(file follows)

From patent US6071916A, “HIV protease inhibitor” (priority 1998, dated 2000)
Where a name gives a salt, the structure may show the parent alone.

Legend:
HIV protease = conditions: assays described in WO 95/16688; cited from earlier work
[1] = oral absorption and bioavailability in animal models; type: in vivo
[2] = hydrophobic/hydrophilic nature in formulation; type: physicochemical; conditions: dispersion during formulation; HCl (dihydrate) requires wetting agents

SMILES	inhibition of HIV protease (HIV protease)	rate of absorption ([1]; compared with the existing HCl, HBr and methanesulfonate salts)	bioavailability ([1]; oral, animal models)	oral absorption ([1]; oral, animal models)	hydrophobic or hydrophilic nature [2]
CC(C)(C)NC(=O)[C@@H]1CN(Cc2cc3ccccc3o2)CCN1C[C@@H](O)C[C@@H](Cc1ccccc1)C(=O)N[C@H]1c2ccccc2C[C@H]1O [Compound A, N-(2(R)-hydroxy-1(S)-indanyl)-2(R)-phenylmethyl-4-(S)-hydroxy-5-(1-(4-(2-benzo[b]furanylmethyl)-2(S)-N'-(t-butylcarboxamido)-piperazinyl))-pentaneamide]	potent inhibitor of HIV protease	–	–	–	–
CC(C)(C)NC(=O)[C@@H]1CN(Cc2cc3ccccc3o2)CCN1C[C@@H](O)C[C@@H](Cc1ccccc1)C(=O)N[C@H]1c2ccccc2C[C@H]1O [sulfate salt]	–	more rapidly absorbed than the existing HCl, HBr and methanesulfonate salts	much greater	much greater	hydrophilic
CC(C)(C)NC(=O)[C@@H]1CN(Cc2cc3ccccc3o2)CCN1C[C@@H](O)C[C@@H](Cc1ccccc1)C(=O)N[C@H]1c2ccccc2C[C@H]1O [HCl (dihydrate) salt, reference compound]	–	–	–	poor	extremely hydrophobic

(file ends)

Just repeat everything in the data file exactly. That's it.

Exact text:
From patent US6071916A, “HIV protease inhibitor” (priority 1998, dated 2000)
Where a name gives a salt, the structure may show the parent alone.

Legend:
HIV protease = conditions: assays described in WO 95/16688; cited from earlier work
[1] = oral absorption and bioavailability in animal models; type: in vivo
[2] = hydrophobic/hydrophilic nature in formulation; type: physicochemical; conditions: dispersion during formulation; HCl (dihydrate) requires wetting agents

SMILES	inhibition of HIV protease (HIV protease)	rate of absorption ([1]; compared with the existing HCl, HBr and methanesulfonate salts)	bioavailability ([1]; oral, animal models)	oral absorption ([1]; oral, animal models)	hydrophobic or hydrophilic nature [2]
CC(C)(C)NC(=O)[C@@H]1CN(Cc2cc3ccccc3o2)CCN1C[C@@H](O)C[C@@H](Cc1ccccc1)C(=O)N[C@H]1c2ccccc2C[C@H]1O [Compound A, N-(2(R)-hydroxy-1(S)-indanyl)-2(R)-phenylmethyl-4-(S)-hydroxy-5-(1-(4-(2-benzo[b]furanylmethyl)-2(S)-N'-(t-butylcarboxamido)-piperazinyl))-pentaneamide]	potent inhibitor of HIV protease	–	–	–	–
CC(C)(C)NC(=O)[C@@H]1CN(Cc2cc3ccccc3o2)CCN1C[C@@H](O)C[C@@H](Cc1ccccc1)C(=O)N[C@H]1c2ccccc2C[C@H]1O [sulfate salt]	–	more rapidly absorbed than the existing HCl, HBr and methanesulfonate salts	much greater	much greater	hydrophilic
CC(C)(C)NC(=O)[C@@H]1CN(Cc2cc3ccccc3o2)CCN1C[C@@H](O)C[C@@H](Cc1ccccc1)C(=O)N[C@H]1c2ccccc2C[C@H]1O [HCl (dihydrate) salt, reference compound]	–	–	–	poor	extremely hydrophobic